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"Abraham, Planter of Mathematics"

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Author Topic: "Abraham, Planter of Mathematics"  (Read 226 times)
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« Reply #15 on: October 14, 2008, 10:48:40 pm »

21. Stephens, "Berosus Chaldaeus." The notion of the "pious Chaldaean" is explored in depth 57–135, while the Annian Berosus's portrayal of the piety of his sources is discussed from 136–208.

22. See Stephens, "Berosus Chaldaeus," 136–208 for Annian-focused discussion of the importance to early modern scholars of saving ancient historical texts preserved from obliteration, with special focus on the Pillars. Some of this section has been published in Stephens, "Livres de haulte gresse."

23. For the Neohermetic tradition, see Frances Yates, Giordano Bruno and the Hermetic Tradition (London: Routledge & Kegan Paul, 1964); for the Neoplatonic tradition see James Hankins, Plato in the Italian Renaissance, 2 vols. (Leiden: E.J. Brill, 1990).

24. For Ramus in general, see French Renaissance Studies, 1540–70, ed. Peter Sharratt (Edinburgh: Edinburgh University Press, 1976). For Ramus and the history of mathematics, see Reijer Hooykas, Humanisme, science et réforme: Pierre de la Ramée (1515–1572) (Leiden: E.J. Brill, 1958); and articles by Bruyère-Robinet, Vasoli, and Cifoletti in Revue des Sciences Philosophiques et Théologiques 70.1 (1986).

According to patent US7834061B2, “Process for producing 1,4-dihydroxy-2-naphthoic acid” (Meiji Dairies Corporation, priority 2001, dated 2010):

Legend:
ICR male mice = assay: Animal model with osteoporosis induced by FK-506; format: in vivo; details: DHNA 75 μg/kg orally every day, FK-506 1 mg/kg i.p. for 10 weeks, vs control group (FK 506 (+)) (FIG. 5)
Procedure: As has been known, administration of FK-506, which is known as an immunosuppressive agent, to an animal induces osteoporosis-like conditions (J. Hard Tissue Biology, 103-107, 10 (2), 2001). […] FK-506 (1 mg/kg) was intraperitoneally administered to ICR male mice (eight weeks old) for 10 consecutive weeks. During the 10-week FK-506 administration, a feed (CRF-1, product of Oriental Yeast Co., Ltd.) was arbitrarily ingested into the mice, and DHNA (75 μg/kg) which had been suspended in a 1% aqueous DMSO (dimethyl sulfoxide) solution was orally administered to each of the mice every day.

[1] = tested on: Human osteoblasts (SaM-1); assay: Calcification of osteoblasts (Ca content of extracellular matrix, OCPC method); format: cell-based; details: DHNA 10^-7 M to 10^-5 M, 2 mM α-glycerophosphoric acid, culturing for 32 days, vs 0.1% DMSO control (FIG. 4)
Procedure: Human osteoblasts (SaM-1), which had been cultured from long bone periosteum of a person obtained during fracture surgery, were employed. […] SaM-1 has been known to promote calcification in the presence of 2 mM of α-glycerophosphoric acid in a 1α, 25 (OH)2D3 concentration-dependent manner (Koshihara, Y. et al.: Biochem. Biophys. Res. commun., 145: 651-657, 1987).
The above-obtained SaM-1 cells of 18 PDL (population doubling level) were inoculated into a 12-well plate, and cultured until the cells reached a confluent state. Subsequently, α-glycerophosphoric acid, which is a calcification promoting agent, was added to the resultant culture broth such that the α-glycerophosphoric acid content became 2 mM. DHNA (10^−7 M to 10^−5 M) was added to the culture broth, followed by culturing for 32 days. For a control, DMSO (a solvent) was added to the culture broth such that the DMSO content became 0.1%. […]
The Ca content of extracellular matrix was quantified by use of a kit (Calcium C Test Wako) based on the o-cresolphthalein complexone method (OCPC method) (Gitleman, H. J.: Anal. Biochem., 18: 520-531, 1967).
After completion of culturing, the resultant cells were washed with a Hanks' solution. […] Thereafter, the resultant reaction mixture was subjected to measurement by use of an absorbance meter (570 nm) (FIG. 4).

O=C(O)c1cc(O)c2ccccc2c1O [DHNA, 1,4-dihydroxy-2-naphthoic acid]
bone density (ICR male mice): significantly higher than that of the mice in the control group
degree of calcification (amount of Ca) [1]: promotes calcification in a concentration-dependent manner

25. Peter Ramus, Scholae Mathematicarum, Libri Unus et Triginta (Basle, 1569), 1. "Aristoteles igitur 1.coeli & 1.meteor. artes aeternas, ut mundum, arbitratur, sed earum tanquam stellarum varios ortus & occasus esse, ut modo excitentur & floreant, modo jaceant & contemnantur. Haec magni philosophi magna prorsus sententia, artes sunt aeternarum & immutabilium rerum: at ipsarum apud homines notitia nequaquam est aeterna." Ramus is here extrapolating from Aristotle, The Complete Works of Aristotle: The Revised Oxford Translation (Princeton: Princeton University Press, 1984) [270b1], and [352b1–353a1], though Aristotle here is not referring to arts specifically, but to the vicissitudes of all phenomena in an eternal world.

26. See Joannes Stadius, Tabulae Bergenses aequabilis et adparentus motus Orbium Coelestium . . . (Cologne, 1560), 1–3; Heinrich Rantzau, Catalogus Imperatorum, Regum, ac Principium qui astrologicam artem amarunt . . . (Antwerp, 1580), esp. 19–24; Matthaeus Dresserus, Isagoges historicae pars prima . . . (Leipzig, 1593), 26–29.

27. For Howard see Linda Levy Peck, Northampton, Patronage and Policy at the Court of James I (London: Allen & Unwin, 1982); and her article on Northumberland in The Mental World of the Jacobean Court, ed. Linda Levy Peck (Cambridge: Cambridge University Press, 1991). For the astrological debates of the 1580s, see esp. Margaret Aston, "The Fiery Trigon Conjunction: an Elizabethan Astrological Prediction," Isis 61/2 (1970): 159–87; see also Walter B. Stone, "Shakespeare and the Sad Augurs," The Journal of English and Germanic Philology 52 (1953): 457–79; Don Cameron Allen, The Star-Crossed Renaissance: The Quarrel about Astrology and Its Influence in England (Durham, N.C., Duke University Press, 1941), 121–25; and Nicholas Popper, "The English Polydaedali: How Gabriel Harvey Read Late Tudor London," JHI 66 (2005): 351–81.

28. Henry Howard, A defensative against the poyson of supposed prophecies (London, 1583), G.iv.r-v.

29. Howard, O.i.v.

30. Howard, O.i.v-O.ii.r.
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